LEXINGTON, Ky. (Feb. 4, 2020) — Two University of Kentucky School of Music faculty, two alumni and one doctoral student were recipients of awards at the sixth annual Lexington Music Awards held Jan. 26, at the Lyric Theatre and Cultural Arts Center.
Everett McCorvey, director of UK Opera Theatre, took home the Lifetime Achievement Award.
Though his roots are in Montgomery, Alabama, McCorvey has been a powerhouse in the Kentucky and national arts scene for around 30 years. A professor of voice and the OperaLex Endowed Chair in Opera Studies, McCorvey serves as UK School of Music’s director and executive producer of the critically acclaimed UK Opera Theatre. Beyond UK, as a tenor soloist, he has enjoyed personal critical acclaim and has performed in many prestigious venues around the globe, including the Kennedy Center, Radio City Music Hall, the Metropolitan Opera and Italy's Teatro Communale.
McCorvey, who holds multiple degrees from University of Alabama, also established, directs, and tours nationally and internationally with the American Spiritual Ensemble and is the artistic director of the National Chorale, a professional choral organization that presents an annual choral-orchestral series at Lincoln Center in New York. Many Kentuckians will remember his work as the executive producer for the opening and closing ceremonies of the 2010 Alltech FEI World Equestrian Games, the largest equestrian event in the history of the United States. McCorvey is also vice-chair of the Kentucky Arts Council for the Commonwealth of Kentucky.
Kevin Holm-Hudson, professor of music theory, took home the Jay Flippin Music Education Award. This is his second win in this category and third overall Lexi.
Holm-Hudson, who came to UK in 2000, is the author of "Music Theory Remixed" (Oxford University Press) and "Genesis and the Lamb Lies Down on Broadway" (Ashgate), and he is editor of "Progressive Rock Reconsidered" (Routledge). His articles have appeared in Leonardo Music Journal, American Music, Music Theory Online, Musicae Scientiae, Popular Music and Society, Contemporary Music Review, Ex Tempore, Genre, and National Association of Schools of Music Proceedings. Holm-Hudson has presented his research at international conferences in Australia, Germany, Sweden, Finland, Canada, the U.S., Lithuania, England and France. He has also presented his work nationally at meetings of the Society for Music Theory, (Sonneck) Society for American Music, National Association of Schools of Music, College Music Society and the International Association for the Study of Popular Music.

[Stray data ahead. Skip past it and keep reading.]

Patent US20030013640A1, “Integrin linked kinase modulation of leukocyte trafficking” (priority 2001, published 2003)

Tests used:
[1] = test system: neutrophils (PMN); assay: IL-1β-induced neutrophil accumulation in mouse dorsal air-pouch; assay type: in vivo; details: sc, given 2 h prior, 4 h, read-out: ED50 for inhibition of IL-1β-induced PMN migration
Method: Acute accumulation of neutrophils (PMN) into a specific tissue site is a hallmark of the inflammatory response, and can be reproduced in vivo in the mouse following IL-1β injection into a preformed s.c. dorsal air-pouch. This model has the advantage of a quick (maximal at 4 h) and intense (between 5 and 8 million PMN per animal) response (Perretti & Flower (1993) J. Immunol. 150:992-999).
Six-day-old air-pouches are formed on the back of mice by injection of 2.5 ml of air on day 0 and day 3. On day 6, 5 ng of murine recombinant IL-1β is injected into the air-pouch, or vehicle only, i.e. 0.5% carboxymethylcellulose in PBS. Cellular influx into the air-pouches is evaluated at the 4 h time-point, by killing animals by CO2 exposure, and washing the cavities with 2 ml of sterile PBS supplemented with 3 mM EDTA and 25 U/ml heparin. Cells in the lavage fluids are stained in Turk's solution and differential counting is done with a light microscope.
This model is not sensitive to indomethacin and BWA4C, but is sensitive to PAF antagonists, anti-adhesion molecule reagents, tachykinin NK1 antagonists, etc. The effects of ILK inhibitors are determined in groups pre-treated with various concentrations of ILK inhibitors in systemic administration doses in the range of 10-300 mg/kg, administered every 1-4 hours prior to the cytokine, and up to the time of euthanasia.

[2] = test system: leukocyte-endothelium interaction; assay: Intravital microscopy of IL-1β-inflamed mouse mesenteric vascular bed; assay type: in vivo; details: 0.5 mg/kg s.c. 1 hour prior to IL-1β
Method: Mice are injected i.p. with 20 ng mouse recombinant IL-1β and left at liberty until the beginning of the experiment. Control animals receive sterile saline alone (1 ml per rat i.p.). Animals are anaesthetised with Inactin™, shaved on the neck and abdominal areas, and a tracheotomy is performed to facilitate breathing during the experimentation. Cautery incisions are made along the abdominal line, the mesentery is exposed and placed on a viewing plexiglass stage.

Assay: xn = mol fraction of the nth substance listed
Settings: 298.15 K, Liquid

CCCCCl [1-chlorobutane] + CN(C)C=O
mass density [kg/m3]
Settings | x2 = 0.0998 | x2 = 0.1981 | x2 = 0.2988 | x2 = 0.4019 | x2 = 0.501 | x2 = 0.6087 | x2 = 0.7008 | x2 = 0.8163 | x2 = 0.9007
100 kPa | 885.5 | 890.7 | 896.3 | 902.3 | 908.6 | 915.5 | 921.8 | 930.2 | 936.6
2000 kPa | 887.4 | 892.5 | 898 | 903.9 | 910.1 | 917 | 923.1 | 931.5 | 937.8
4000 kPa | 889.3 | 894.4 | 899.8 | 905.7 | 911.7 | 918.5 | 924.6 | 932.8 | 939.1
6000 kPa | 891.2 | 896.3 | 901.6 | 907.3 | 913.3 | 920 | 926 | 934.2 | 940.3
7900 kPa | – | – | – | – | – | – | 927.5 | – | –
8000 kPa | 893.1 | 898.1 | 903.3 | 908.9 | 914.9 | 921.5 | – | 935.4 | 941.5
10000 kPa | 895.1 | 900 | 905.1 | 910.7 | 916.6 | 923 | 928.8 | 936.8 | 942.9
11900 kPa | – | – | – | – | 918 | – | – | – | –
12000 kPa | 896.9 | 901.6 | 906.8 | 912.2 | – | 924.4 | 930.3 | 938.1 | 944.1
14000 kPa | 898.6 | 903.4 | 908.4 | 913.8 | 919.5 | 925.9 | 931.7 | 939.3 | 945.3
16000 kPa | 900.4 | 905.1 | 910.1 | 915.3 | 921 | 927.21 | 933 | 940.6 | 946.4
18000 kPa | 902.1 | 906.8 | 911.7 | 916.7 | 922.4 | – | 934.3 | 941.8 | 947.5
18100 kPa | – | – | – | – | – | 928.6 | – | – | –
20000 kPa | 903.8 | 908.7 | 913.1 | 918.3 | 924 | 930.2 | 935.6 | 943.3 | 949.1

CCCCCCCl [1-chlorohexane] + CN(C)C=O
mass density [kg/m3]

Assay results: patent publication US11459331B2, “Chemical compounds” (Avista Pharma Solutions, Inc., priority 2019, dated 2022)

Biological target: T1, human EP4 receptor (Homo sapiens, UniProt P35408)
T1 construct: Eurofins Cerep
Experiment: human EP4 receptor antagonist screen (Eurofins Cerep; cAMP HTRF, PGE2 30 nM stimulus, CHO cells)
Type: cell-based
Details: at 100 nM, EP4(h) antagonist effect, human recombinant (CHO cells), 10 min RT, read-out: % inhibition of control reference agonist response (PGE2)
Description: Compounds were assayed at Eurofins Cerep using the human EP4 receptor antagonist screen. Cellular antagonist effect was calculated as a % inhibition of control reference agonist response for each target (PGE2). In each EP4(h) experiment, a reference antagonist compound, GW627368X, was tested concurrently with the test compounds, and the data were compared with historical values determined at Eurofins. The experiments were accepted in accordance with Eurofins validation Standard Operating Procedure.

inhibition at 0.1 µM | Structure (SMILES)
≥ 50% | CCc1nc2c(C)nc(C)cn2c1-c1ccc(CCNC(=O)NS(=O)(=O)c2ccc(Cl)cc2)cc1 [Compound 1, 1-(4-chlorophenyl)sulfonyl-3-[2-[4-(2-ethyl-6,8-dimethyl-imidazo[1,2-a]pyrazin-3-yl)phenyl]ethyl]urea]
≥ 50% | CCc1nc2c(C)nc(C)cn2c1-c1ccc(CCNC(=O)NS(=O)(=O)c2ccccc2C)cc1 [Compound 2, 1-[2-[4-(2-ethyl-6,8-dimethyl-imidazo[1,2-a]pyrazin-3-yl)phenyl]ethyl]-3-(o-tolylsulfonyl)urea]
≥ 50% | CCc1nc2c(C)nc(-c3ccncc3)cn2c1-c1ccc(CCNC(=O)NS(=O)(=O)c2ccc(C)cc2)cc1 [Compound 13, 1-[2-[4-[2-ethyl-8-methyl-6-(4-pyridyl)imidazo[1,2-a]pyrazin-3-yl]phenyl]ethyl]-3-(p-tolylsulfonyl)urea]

As a composer, Holm-Hudson’s work has been commissioned by the Ancia Saxophone Quartet (Minneapolis), Krannert Art Museum (University of Illinois), University of Illinois Contemporary Chamber Singers, Kentucky Music Teachers Association and Contemporary Theatre of Syracuse.
In addition to McCorvey and Holm-Hudson’s honors, musicology doctoral student Elizabeth Varnado won Song of the Year for "Life Is Good" with Lexington band Ivy Rye and alumni Renee and Warren Cobb took home Best Music Company for their work as executive directors of Listen Locally, which engages and shares with arts lovers a variety of ways to listen to local talent in such artforms as music, theater and poetry.
The idea for the Lexington Music Awards came about from Lexington musician and music teacher, David McLean. He intended for the event to be a small gathering, but soon realized that there was much more interest in the event than he originally predicted. To determine the winners of each category, McLean has the public make nominations online. He then narrows down the votes to the top four candidates per category and had individual nominees vote on each category to determine the winners.
For a list of all this year’s winners visit the Lexington Music Awards online.
The School of Music at the UK College of Fine Arts has garnered a national reputation for high-caliber education in opera, choral and instrumental music performance, as well as music education, music therapy, composition, and theory and music history.
As the state’s flagship, land-grant institution, the University of Kentucky exists to advance the Commonwealth. We do that by preparing the next generation of leaders — placing students at the heart of everything we do — and transforming the lives of Kentuckians through education, research and creative work, service and health care. We pride ourselves on being a catalyst for breakthroughs and a force for healing, a place where ingenuity unfolds. It's all made possible by our people — visionaries, disruptors and pioneers — who make up 200 academic programs, a $476.5 million research and development enterprise and a world-class medical center, all on one campus.
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